Atlantic Ocean currents are weakening and on the verge of collapse, study finds

Imagine a world where North America is locked in snow. Winter storms ravage Europe, while Australia suffers from permanent drought. This is not just the plot of Roland Emmerich’s 2004 disaster film “The Day After”. This is also what could happen if a crucial network of currents in the Atlantic Ocean were to close.

Unfortunately, research published August 5, 2021 in Nature Climate Change suggests that these currents are weakening due to man-made climate change. And if nothing is done to prevent it, they can completely collapse.

The pulse of the ocean

The Atlantic Meridional Reversal Circulation, or AMOC, plays an essential role in regulating ocean temperature. It’s made up of a network of currents branching out across the Atlantic Ocean like veins and arteries – some scientists compare it to the pulse of the ocean.

The AMOC works like a perpetually rotating treadmill. As the water warms in the tropics, it “rises” or rises to the surface, becoming more buoyant and less salty. This hot upwell rushes north to the polar regions, where it cools, becoming denser and more salty, before descending again. The cold, dense water is then brought back to the tropics to start the cycle again.

“The crucial ingredient is a positive feedback loop,” says Niklas Boers, researcher at the Potsdam Institute for Climate Impact Research in Germany. The density of the salt water maintains the churning of the AMOC. However, “it also means that when large amounts of fresh water are added to the North Atlantic,” Boers says, “the positive feedback can crumble.”

Such an event is known as a “tipping point”, a kind of ecological threshold which, once crossed, can take centuries or even millennia to stabilize. And the evidence suggests the tipping point is approaching. In a 2019 report, the Intergovernmental Panel on Climate Change (IPCC) estimated that AMOC “very likely” to continue to weaken due to climate change.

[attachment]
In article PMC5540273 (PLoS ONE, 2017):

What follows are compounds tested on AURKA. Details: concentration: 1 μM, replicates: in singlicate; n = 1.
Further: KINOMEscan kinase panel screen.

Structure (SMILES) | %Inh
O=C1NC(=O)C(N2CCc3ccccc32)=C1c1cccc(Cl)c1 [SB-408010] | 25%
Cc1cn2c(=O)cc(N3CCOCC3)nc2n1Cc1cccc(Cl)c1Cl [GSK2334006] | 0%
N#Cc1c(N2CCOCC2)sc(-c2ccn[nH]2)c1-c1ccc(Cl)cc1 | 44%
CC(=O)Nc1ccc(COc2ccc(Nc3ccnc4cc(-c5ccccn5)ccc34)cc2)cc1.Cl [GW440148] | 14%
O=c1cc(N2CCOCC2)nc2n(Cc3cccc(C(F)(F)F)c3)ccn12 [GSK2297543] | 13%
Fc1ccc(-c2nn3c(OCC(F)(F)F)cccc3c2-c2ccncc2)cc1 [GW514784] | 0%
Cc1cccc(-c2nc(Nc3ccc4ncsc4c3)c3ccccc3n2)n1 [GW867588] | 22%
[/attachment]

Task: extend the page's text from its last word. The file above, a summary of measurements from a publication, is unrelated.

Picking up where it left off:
AMOC Run Amok

So what would a world with a collapsed AMOC look like?

Given that AMOC has been activated throughout human history, it is difficult to say for sure. But Earth’s ancient past offers some clues.

The last time AMOC closed its doors was during a period known as the Younger Dryas, some 14,500 years ago. The most recent ice age was drawing to a close; As temperatures rose, massive glacial melt from the North American landmass flooded the Atlantic, disrupting the flow of ocean currents. Then something strange happened: With no current to carry tropical waters to higher latitudes, the warming trend of the North Pole reversed. The northern hemisphere was plunged into near-glacial conditions for the next 3,000 years.

If this were to happen again, says Boers, “we will see much cooler temperatures in northern Europe.” Some areas could cool down to 14 degrees Fahrenheit (8 degrees Celsius). Unlike the period of the young Dryas, some of this frost can be offset by global warming trends; however, the collapse of AMOC and a warmer planet would permanently inundate some cities along the eastern seaboard of the United States.

In contrast, the southern hemisphere would experience even more warming, especially around Antarctica. Many parts of Europe would also experience severe flooding and winter storms. “For West Africa,” says Boers, “it has been suggested that a collapse of AMOC could lead to permanent drought conditions.”

So, with that in mind, how close are we to “The Day After Tomorrow”?

A real disaster movie?

Theoretically, the AMOC could be shut down by another massive influx of freshwater from a melted glacier the size of, say, Greenland. And the accelerated rate of glacial melt in this region makes this possibility alarming, to say the least.

However, the effects would not be as immediate or severe as the disaster movies show. Many full climate models do not predict a complete closure of the AMOC for 250 to 300 years under current emissions, although they do predict a host of negative consequences as the currents slowly slide toward collapse.

Climate catastrophe is a slow-burning problem, but it is a problem that has a clear solution. “Avoid emitting greenhouse gases,” says Boers. We are living at a turning point in Earth’s history, a time when our species is faced with a choice: we can be either the hero of the film or the disaster.


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